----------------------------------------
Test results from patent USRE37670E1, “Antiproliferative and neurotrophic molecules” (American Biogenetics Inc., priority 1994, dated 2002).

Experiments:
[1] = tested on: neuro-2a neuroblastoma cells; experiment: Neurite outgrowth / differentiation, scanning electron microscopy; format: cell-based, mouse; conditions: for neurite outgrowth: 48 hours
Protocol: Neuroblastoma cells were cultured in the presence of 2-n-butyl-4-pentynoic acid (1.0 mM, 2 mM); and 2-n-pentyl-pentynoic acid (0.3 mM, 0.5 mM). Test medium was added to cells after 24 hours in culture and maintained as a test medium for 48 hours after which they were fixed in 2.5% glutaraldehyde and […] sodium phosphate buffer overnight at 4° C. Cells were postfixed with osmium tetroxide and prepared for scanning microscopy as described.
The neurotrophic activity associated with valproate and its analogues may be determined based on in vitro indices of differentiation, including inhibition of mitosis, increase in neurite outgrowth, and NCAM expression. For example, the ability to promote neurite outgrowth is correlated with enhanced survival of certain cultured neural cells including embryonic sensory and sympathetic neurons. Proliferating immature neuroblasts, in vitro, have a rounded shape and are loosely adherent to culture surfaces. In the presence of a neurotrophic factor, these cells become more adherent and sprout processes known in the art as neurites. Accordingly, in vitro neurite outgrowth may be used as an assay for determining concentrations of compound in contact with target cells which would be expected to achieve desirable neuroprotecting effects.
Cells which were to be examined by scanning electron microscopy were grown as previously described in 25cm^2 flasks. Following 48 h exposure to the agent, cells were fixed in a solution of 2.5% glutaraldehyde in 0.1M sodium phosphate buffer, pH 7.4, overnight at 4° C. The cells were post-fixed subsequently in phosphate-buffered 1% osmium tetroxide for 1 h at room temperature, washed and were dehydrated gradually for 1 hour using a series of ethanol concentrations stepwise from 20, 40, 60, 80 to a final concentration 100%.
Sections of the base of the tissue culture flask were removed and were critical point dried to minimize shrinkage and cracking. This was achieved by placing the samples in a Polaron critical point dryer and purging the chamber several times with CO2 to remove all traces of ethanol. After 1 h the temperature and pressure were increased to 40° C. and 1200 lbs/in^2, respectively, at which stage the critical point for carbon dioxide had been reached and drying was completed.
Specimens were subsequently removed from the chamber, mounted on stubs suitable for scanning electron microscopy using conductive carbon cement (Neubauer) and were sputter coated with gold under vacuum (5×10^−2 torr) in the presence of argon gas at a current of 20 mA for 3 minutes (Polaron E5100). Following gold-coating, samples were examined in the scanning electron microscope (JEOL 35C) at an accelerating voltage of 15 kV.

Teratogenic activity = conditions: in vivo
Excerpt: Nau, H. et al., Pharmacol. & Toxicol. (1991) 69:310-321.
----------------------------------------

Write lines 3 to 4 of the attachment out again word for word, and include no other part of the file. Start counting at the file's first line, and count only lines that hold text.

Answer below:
[1] = tested on: neuro-2a neuroblastoma cells; experiment: Neurite outgrowth / differentiation, scanning electron microscopy; format: cell-based, mouse; conditions: for neurite outgrowth: 48 hours
Protocol: Neuroblastoma cells were cultured in the presence of 2-n-butyl-4-pentynoic acid (1.0 mM, 2 mM); and 2-n-pentyl-pentynoic acid (0.3 mM, 0.5 mM). Test medium was added to cells after 24 hours in culture and maintained as a test medium for 48 hours after which they were fixed in 2.5% glutaraldehyde and […] sodium phosphate buffer overnight at 4° C. Cells were postfixed with osmium tetroxide and prepared for scanning microscopy as described.